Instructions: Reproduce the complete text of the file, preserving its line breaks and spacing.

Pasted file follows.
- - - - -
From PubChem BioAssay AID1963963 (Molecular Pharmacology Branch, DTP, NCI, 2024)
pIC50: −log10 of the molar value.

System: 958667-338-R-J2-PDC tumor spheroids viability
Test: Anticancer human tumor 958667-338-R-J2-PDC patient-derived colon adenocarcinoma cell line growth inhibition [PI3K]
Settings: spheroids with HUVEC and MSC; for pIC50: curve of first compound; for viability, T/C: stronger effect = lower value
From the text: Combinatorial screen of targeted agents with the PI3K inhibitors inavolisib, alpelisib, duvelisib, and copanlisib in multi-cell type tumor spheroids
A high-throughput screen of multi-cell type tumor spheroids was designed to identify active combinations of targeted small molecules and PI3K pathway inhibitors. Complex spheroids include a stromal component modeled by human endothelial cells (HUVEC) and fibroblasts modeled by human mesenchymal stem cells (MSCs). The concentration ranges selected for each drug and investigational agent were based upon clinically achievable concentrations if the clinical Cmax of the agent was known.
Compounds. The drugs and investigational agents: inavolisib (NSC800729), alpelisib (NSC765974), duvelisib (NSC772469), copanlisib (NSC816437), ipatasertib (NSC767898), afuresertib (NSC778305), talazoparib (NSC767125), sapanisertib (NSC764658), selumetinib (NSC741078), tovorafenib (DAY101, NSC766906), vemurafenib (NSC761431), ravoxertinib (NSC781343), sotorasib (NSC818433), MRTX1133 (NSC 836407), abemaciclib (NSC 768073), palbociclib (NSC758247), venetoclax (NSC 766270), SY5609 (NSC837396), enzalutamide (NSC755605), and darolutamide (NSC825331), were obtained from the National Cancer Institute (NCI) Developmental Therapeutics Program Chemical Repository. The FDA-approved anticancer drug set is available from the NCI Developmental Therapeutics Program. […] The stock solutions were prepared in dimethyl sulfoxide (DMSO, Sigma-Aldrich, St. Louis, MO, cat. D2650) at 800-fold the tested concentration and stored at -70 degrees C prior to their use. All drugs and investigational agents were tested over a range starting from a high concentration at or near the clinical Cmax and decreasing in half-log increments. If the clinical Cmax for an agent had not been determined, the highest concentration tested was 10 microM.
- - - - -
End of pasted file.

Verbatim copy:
From PubChem BioAssay AID1963963 (Molecular Pharmacology Branch, DTP, NCI, 2024)
pIC50: −log10 of the molar value.

System: 958667-338-R-J2-PDC tumor spheroids viability
Test: Anticancer human tumor 958667-338-R-J2-PDC patient-derived colon adenocarcinoma cell line growth inhibition [PI3K]
Settings: spheroids with HUVEC and MSC; for pIC50: curve of first compound; for viability, T/C: stronger effect = lower value
From the text: Combinatorial screen of targeted agents with the PI3K inhibitors inavolisib, alpelisib, duvelisib, and copanlisib in multi-cell type tumor spheroids
A high-throughput screen of multi-cell type tumor spheroids was designed to identify active combinations of targeted small molecules and PI3K pathway inhibitors. Complex spheroids include a stromal component modeled by human endothelial cells (HUVEC) and fibroblasts modeled by human mesenchymal stem cells (MSCs). The concentration ranges selected for each drug and investigational agent were based upon clinically achievable concentrations if the clinical Cmax of the agent was known.
Compounds. The drugs and investigational agents: inavolisib (NSC800729), alpelisib (NSC765974), duvelisib (NSC772469), copanlisib (NSC816437), ipatasertib (NSC767898), afuresertib (NSC778305), talazoparib (NSC767125), sapanisertib (NSC764658), selumetinib (NSC741078), tovorafenib (DAY101, NSC766906), vemurafenib (NSC761431), ravoxertinib (NSC781343), sotorasib (NSC818433), MRTX1133 (NSC 836407), abemaciclib (NSC 768073), palbociclib (NSC758247), venetoclax (NSC 766270), SY5609 (NSC837396), enzalutamide (NSC755605), and darolutamide (NSC825331), were obtained from the National Cancer Institute (NCI) Developmental Therapeutics Program Chemical Repository. The FDA-approved anticancer drug set is available from the NCI Developmental Therapeutics Program. […] The stock solutions were prepared in dimethyl sulfoxide (DMSO, Sigma-Aldrich, St. Louis, MO, cat. D2650) at 800-fold the tested concentration and stored at -70 degrees C prior to their use. All drugs and investigational agents were tested over a range starting from a high concentration at or near the clinical Cmax and decreasing in half-log increments. If the clinical Cmax for an agent had not been determined, the highest concentration tested was 10 microM.